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I have a simple test Windows Forms Application. The first time I run it in VS everything works. If I immediately run it again it throws an exception about read protected memory at adapter.fill(ds); line. If I wait 5 or so minutes the app runs again. I would like some advice from the stackoverflow community on where I am being boneheaded. It is some connection timeout I guess. Code follows:

c#

    public void Button1_Click(object sender, EventArgs e)
    {
        string connectionString = @"Driver={Microsoft dBASE Driver (*.dbf)};DriverID=277;Dbq=x:\CMSBak\ISP;";

        var conn = new OdbcConnection(connectionString);

        conn.Open(); // Open the connection

        string strQuery = "SELECT * FROM ISPINMAS";

        var adapter = new OdbcDataAdapter(strQuery, conn);

        var ds = new DataSet();

        try
        {
            adapter.Fill(ds);
        }
        catch (Exception)
        {
            conn.Close();
            throw;
        }

        DataTable dt = ds.Tables[0];

        dataGridView1.DataSource = dt.DefaultView;

        conn.Close(); // That's it, now close the connection
    }
share|improve this question
3  
you really need to wrap that code in a using(){} also where are you accessing it again and or throwing the exception..? also put these 2 lines in your try{} block DataTable dt = ds.Tables[0]; dataGridView1.DataSource = dt.DefaultView; – MethodMan Mar 29 '13 at 21:15
up vote 6 down vote accepted

As usual a disposable object (OdbcConnection) should be disposed when you don't need it anymore.
The using statement will be very helpful in this scenario

    DataSet ds = new DataSet();
    using(OdbcConnection conn = new OdbcConnection(connectionString))
    {
        conn.Open(); // Open the connection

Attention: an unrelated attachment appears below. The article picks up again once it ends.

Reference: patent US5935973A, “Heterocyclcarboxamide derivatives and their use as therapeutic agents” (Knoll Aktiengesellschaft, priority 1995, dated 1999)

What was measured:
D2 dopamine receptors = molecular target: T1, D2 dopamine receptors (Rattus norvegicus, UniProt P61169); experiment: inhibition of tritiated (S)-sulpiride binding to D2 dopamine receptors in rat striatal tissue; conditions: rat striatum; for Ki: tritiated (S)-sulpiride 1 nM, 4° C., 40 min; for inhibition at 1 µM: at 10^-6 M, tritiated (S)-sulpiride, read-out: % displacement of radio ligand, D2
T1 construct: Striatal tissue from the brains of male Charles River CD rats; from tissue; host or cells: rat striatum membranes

string strQuery = "SELECT * FROM ISPINMAS";
        var adapter = new OdbcDataAdapter(strQuery, conn);
        adapter.Fill(ds);
    }
    // At this point the connection is closed and dispose has been called to 
    // free the resources used by the connection
    DataTable dt = ds.Tables[0];
    dataGridView1.DataSource = dt.DefaultView;
    // No need to close the connection here

Also note that I have removed from your code the try/catch because you are not trying to handle anything there. You have just closed the connection, but the using statement will ensure that also in case of exceptions.

share|improve this answer
    
Tried putting the Using() in. The DataSet ds gets destroyed and wouldn't compile until I moved var ds = new DataSet(); before the using(). Also this did not fix the original error. – Randy Mar 29 '13 at 21:40
    
Yes the DataSet should be outside the using block. – Steve Mar 29 '13 at 21:48
    
Really difficult to say what is the cause of your error. Using should free the connection for the reuse but if it didn't fix the problem then we need to check other things. Did you compile for x86 Platform or AnyCPU? – Steve Mar 29 '13 at 22:00
    
x86 Platform but I had AnyCPU before. – Randy Mar 29 '13 at 22:42
    
Does anyone know how to change an Odbc connection to optimistic or pessimistic record locking? or if Odbc even supports a lockType? – Randy Apr 3 '13 at 21:42

I found a work around. Use OledB instead and the Microsoft.Jet.OLEDB.4.0 Provider. No more file lock worries.

    string connectionString = @"Provider=Microsoft.Jet.OLEDB.4.0;Data Source=X:\CMSBak\ISP;Extended Properties=dBASE IV;User ID=Admin;Password=;";
    DataSet ds = new DataSet();
    using(OleDbConnection conn = new OleDbConnection(connectionString))
    {
        conn.Open(); // Open the connection
        string strQuery = "SELECT * FROM ISPINMAS";
        var adapter = new OleDbDataAdapter(strQuery, conn);
        adapter.Fill(ds);
    }
    // At this point the connection is closed and dispose has been called to 
    // free the resources used by the connection
    DataTable dt = ds.Tables[0];
    dataGridView1.DataSource = dt.DefaultView;
    // No need to close the connection here
share|improve this answer
    
Ok, first this didn't totally solve my issue. However, if I shutdown VS2012 and restart I can run the program from the Visual Studio Debug environment. Thanks to @Steve for your effort. – Randy Apr 5 '13 at 15:14

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